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Indonesia Requests Immediate Access to Terror Suspect


Indonesia's foreign minister has repeated the government's request for immediate access to the terror suspect Hambali, who is now in U.S. custody. The foreign minister also says Indonesia wants to see the extradition of Mr. Hambali, considered a key al-Qaida operative in Southeast Asia.

Foreign Minister Hassan Wirajuda says Indonesia understands that several countries want to try terror suspect Riduan Isamuddin, who goes by the name Hambali. But he says his government still expects immediate information from any interrogation of Mr. Hambali - and his eventual extradition to Indonesia.

"Even though Indonesia has no extradition treaty … bi-lateral and regional cooperations on combating terrorism would allow us to have immediate access to Hambali, [and] would allow us to eventually even to have the possibility of Hambali being handed over to Indonesia," says Mr. Wirajuda.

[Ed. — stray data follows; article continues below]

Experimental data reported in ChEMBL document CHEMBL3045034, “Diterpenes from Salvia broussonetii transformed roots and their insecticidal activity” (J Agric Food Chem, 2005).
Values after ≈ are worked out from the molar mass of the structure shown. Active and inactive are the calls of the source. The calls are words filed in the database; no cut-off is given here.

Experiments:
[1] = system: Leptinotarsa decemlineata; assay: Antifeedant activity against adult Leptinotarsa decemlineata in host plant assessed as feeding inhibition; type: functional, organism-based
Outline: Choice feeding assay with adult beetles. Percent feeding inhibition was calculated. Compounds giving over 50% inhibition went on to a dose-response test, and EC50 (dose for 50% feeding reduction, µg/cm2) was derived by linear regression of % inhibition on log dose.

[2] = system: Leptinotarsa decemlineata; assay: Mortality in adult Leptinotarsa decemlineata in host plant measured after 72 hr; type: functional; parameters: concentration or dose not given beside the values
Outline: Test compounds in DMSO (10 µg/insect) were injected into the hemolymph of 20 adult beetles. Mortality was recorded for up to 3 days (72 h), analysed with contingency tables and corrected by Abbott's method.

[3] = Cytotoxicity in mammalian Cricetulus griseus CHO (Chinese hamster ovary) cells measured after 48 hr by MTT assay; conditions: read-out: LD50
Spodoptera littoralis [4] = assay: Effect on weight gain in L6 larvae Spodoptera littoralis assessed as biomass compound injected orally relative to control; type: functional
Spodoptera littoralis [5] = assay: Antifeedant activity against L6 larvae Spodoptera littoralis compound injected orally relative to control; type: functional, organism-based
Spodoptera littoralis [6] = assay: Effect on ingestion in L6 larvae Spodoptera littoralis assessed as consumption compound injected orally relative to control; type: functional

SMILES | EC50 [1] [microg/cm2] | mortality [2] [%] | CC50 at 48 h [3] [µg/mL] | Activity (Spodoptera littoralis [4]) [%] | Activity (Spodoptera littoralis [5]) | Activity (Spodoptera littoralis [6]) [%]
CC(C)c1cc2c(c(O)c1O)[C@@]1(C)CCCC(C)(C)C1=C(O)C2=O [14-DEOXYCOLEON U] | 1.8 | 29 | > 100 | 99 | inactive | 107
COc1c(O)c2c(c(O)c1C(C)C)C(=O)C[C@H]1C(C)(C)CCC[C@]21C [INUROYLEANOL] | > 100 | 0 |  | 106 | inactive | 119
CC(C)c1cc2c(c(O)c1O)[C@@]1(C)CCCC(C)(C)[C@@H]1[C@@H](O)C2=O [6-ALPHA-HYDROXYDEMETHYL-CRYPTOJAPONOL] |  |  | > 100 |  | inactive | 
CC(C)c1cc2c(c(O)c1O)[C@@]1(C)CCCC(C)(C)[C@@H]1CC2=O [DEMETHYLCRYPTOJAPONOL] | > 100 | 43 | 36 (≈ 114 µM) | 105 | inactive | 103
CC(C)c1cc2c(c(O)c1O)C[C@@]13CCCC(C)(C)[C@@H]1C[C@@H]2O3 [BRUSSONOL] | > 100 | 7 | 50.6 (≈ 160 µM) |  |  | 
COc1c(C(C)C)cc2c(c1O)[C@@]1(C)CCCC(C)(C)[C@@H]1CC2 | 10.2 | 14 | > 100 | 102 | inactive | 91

Mr. Hambali, an Indonesian, was arrested last week in Thailand. U.S. authorities say he is in their custody, but they have not revealed where.

The United States and other governments accuse Mr. Hambali of being a financial conduit for the al-Qaida network in Southeast Asia. They also say he is the leader of the regional terror group, Jemaah Islamiyah, or JI, which seeks to build an Islamic state in Southeast Asia.

Mr. Hambali has been wanted for years in connection with bombings in Indonesia and the Philippines that are thought to be JI plots. The United States says in January 2001 he arranged a meeting in Malaysia with two of the hijackers who took part in the September 11 attacks on New York and Washington.

His arrest came a week after the bombing of the J.W. Marriott hotel in the Indonesian capital Jakarta. Twelve people have died so far in the blast. It was the worst terrorist attack in Indonesia since 202 people died in the bombing of two nightclubs in Bali last October, which police say was the work of JI.

Although JI is suspected in the hotel attack, police say they cannot yet confirm that it had a role. Nine suspects have been arrested in the hotel bombing, but no details have been released about them.

Authorities in Malaysia say they may hold Mr. Hambali's wife in detention because she could have useful information about terror plots. Noralwizah Lee Abdullah, a Malaysian citizen, was handed over to Kuala Lumpur after her husband's arrest.

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